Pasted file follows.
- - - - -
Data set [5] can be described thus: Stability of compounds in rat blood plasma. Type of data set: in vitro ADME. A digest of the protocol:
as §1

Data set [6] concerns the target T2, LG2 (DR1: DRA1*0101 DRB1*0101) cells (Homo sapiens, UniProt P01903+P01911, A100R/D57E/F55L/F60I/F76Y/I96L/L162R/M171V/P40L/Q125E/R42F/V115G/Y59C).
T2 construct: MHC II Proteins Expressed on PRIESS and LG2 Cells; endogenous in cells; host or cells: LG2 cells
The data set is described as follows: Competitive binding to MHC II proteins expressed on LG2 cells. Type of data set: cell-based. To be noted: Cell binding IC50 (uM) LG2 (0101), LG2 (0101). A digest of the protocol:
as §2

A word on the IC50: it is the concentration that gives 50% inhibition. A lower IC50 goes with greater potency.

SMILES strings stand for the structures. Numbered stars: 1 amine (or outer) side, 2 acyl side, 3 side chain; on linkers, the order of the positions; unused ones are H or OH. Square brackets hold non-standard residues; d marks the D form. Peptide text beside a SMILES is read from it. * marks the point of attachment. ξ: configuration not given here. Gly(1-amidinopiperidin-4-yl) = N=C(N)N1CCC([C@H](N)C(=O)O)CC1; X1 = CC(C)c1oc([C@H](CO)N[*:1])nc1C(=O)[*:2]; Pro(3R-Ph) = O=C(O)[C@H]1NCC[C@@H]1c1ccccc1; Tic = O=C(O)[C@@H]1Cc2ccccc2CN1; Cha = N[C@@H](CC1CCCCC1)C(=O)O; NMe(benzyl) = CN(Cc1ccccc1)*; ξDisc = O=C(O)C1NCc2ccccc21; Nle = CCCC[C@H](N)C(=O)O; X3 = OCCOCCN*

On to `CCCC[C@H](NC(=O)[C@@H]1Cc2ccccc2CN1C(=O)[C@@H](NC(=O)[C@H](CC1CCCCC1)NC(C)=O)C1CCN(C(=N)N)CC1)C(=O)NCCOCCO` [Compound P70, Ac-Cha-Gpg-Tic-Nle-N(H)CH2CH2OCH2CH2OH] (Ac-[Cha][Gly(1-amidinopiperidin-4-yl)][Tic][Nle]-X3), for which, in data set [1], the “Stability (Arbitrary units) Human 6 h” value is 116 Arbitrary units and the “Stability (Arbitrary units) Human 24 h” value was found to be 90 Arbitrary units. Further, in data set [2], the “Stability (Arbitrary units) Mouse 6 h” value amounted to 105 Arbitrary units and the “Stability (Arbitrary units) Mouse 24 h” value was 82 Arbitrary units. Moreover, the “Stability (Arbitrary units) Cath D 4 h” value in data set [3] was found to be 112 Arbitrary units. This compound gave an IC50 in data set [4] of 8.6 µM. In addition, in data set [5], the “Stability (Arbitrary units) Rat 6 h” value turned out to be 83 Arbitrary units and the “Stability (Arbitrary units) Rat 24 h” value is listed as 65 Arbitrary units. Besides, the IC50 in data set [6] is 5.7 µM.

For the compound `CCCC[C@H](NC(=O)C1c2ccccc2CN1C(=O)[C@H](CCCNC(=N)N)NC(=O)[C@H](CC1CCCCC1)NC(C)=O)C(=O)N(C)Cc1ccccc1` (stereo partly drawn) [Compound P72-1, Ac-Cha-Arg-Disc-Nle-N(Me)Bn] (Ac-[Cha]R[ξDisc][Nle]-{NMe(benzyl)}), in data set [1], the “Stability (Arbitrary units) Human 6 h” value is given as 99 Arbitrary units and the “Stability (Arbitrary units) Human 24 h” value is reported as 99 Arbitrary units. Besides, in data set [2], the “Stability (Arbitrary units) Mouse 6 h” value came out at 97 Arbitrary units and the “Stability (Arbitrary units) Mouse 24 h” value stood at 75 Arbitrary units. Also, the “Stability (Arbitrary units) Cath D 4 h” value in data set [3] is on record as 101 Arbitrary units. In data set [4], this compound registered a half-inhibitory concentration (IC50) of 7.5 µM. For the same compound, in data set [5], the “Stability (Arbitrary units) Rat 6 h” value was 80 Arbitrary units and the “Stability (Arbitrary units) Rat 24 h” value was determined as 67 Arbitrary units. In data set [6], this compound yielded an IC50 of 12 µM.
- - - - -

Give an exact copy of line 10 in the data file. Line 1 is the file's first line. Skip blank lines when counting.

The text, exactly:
For the compound `CCCC[C@H](NC(=O)C1c2ccccc2CN1C(=O)[C@H](CCCNC(=N)N)NC(=O)[C@H](CC1CCCCC1)NC(C)=O)C(=O)N(C)Cc1ccccc1` (stereo partly drawn) [Compound P72-1, Ac-Cha-Arg-Disc-Nle-N(Me)Bn] (Ac-[Cha]R[ξDisc][Nle]-{NMe(benzyl)}), in data set [1], the “Stability (Arbitrary units) Human 6 h” value is given as 99 Arbitrary units and the “Stability (Arbitrary units) Human 24 h” value is reported as 99 Arbitrary units. Besides, in data set [2], the “Stability (Arbitrary units) Mouse 6 h” value came out at 97 Arbitrary units and the “Stability (Arbitrary units) Mouse 24 h” value stood at 75 Arbitrary units. Also, the “Stability (Arbitrary units) Cath D 4 h” value in data set [3] is on record as 101 Arbitrary units. In data set [4], this compound registered a half-inhibitory concentration (IC50) of 7.5 µM. For the same compound, in data set [5], the “Stability (Arbitrary units) Rat 6 h” value was 80 Arbitrary units and the “Stability (Arbitrary units) Rat 24 h” value was determined as 67 Arbitrary units. In data set [6], this compound yielded an IC50 of 12 µM.